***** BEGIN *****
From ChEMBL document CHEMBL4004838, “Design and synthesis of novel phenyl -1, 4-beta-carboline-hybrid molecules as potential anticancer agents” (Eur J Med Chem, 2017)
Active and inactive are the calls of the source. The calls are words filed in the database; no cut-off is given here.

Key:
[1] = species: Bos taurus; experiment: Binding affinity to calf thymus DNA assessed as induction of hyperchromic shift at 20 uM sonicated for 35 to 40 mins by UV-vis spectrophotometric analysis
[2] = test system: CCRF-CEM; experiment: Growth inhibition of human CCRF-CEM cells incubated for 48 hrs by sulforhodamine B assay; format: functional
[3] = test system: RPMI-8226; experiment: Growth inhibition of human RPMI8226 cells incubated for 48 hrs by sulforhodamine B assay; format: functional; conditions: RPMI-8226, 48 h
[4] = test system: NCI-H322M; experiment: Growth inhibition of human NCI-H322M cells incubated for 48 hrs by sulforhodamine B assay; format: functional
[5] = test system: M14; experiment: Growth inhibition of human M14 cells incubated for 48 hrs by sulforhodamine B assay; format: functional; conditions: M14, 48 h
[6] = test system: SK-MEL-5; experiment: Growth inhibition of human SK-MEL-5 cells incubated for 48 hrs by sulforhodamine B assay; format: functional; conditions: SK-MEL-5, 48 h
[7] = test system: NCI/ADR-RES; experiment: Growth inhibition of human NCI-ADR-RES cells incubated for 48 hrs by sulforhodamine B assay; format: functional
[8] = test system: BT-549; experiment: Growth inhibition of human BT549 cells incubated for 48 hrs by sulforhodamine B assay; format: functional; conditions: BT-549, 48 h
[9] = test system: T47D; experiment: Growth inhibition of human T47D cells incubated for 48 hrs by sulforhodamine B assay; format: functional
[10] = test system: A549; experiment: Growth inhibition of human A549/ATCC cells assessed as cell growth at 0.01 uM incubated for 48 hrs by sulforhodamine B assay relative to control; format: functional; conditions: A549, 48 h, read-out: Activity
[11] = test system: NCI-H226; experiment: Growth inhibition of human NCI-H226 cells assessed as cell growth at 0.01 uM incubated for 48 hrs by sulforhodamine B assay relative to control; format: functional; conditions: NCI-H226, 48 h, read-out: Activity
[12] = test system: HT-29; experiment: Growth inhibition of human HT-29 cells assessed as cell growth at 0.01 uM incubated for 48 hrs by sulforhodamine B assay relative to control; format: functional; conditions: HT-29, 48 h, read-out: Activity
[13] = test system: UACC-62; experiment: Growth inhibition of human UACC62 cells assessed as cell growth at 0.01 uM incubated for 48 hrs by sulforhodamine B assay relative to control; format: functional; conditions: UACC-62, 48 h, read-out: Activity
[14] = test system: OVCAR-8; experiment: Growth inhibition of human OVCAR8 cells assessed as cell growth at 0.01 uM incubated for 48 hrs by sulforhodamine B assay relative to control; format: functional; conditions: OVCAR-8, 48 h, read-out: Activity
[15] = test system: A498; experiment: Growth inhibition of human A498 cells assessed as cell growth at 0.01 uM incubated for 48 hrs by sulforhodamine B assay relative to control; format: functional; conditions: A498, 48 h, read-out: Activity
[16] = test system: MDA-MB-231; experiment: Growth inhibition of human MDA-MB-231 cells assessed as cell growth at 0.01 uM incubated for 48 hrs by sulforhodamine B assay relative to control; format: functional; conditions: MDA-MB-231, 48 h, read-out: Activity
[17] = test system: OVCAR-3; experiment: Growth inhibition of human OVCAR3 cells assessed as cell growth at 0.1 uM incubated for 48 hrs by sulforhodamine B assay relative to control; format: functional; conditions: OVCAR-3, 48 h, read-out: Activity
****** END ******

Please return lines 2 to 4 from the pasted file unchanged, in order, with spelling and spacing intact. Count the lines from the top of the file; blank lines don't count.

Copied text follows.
Active and inactive are the calls of the source. The calls are words filed in the database; no cut-off is given here.

Key:
[1] = species: Bos taurus; experiment: Binding affinity to calf thymus DNA assessed as induction of hyperchromic shift at 20 uM sonicated for 35 to 40 mins by UV-vis spectrophotometric analysis